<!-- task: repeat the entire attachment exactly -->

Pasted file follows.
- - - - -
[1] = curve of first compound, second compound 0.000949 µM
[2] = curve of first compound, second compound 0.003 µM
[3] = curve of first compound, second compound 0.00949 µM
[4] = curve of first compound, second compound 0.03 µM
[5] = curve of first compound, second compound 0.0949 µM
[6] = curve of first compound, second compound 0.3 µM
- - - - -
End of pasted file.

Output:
[1] = curve of first compound, second compound 0.000949 µM
[2] = curve of first compound, second compound 0.003 µM
[3] = curve of first compound, second compound 0.00949 µM
[4] = curve of first compound, second compound 0.03 µM
[5] = curve of first compound, second compound 0.0949 µM
[6] = curve of first compound, second compound 0.3 µM